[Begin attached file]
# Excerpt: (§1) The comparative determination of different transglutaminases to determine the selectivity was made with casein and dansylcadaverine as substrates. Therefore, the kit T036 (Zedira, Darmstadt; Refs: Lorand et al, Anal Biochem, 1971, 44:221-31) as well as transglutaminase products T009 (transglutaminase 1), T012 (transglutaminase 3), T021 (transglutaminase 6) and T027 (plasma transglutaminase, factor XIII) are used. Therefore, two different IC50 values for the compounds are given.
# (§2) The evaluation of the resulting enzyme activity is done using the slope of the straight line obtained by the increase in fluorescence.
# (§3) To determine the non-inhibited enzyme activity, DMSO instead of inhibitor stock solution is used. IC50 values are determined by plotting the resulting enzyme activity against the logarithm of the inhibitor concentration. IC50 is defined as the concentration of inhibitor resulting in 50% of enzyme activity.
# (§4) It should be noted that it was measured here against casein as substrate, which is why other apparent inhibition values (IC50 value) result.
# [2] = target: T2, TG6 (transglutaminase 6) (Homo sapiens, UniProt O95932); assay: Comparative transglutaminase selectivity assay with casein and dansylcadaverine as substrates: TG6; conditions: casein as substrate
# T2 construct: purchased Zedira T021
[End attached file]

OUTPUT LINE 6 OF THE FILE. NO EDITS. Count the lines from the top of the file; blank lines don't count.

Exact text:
# T2 construct: purchased Zedira T021